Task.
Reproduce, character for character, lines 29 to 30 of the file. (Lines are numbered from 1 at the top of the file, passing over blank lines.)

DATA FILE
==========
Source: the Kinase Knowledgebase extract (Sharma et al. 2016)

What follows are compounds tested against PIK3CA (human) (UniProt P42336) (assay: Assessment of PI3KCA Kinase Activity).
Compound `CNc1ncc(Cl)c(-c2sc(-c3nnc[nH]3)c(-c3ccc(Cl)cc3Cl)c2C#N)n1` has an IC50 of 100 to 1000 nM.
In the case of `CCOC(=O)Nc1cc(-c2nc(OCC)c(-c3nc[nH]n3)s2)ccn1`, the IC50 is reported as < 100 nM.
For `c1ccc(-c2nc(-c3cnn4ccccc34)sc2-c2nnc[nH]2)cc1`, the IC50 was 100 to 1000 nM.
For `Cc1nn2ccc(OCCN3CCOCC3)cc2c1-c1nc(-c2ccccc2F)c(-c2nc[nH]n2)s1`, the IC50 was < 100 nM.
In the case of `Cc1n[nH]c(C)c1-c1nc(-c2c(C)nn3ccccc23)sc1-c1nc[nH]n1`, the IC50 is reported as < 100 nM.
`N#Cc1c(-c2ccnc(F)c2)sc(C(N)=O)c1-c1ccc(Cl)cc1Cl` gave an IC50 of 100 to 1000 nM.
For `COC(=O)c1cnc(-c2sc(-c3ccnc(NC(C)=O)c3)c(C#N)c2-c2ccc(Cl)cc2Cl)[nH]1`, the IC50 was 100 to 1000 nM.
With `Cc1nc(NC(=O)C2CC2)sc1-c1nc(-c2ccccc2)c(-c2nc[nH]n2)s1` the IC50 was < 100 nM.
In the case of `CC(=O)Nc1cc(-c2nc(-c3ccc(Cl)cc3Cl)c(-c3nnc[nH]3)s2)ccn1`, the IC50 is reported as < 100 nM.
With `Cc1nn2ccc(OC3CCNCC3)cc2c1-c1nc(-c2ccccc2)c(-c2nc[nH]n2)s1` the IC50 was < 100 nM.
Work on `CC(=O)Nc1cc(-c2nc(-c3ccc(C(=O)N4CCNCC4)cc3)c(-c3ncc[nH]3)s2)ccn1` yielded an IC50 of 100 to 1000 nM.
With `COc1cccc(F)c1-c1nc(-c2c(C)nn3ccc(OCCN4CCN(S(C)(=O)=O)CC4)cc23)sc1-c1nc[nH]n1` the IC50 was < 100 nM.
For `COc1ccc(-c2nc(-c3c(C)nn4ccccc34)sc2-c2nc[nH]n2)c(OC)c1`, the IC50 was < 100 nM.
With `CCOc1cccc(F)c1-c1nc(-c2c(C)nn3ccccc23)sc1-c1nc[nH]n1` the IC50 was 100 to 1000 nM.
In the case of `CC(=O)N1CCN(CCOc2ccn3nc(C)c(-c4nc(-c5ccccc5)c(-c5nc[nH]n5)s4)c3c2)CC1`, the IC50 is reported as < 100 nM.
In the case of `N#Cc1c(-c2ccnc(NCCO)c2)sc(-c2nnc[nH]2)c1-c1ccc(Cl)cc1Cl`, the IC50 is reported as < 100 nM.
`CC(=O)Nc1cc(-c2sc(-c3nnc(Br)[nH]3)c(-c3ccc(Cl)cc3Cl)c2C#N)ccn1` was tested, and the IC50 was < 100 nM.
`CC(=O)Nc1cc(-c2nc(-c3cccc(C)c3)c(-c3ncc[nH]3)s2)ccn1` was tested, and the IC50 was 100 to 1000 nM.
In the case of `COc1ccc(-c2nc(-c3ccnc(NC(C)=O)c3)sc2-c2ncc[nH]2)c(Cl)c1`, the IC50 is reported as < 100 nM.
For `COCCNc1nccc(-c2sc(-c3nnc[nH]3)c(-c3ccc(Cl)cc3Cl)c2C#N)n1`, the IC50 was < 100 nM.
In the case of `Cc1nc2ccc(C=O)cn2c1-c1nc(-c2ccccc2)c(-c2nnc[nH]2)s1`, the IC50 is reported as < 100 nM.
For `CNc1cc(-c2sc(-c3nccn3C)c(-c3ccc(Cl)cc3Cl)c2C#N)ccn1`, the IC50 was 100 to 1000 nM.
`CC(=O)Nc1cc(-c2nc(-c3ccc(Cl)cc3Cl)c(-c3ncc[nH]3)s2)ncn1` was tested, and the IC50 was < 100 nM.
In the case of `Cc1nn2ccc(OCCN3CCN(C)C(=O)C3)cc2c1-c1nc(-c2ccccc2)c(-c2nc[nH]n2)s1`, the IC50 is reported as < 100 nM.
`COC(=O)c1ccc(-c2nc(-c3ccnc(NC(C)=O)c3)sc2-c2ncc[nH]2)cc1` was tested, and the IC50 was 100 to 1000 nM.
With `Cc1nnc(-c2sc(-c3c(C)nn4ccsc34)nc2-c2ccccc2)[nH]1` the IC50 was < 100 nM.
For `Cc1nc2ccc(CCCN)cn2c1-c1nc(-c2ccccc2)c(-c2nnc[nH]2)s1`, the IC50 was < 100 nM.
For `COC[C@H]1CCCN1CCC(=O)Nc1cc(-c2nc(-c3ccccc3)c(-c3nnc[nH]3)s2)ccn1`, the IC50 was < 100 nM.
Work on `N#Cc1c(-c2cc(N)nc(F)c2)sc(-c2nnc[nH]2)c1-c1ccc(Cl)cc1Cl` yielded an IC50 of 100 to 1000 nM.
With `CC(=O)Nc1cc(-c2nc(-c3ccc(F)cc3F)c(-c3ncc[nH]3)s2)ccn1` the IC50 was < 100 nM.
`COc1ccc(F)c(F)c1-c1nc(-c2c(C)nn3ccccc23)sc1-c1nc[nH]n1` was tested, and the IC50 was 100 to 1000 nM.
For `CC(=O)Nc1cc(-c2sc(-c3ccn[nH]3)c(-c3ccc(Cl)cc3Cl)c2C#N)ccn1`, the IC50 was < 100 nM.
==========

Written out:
For `Cc1nc2ccc(CCCN)cn2c1-c1nc(-c2ccccc2)c(-c2nnc[nH]2)s1`, the IC50 was < 100 nM.
For `COC[C@H]1CCCN1CCC(=O)Nc1cc(-c2nc(-c3ccccc3)c(-c3nnc[nH]3)s2)ccn1`, the IC50 was < 100 nM.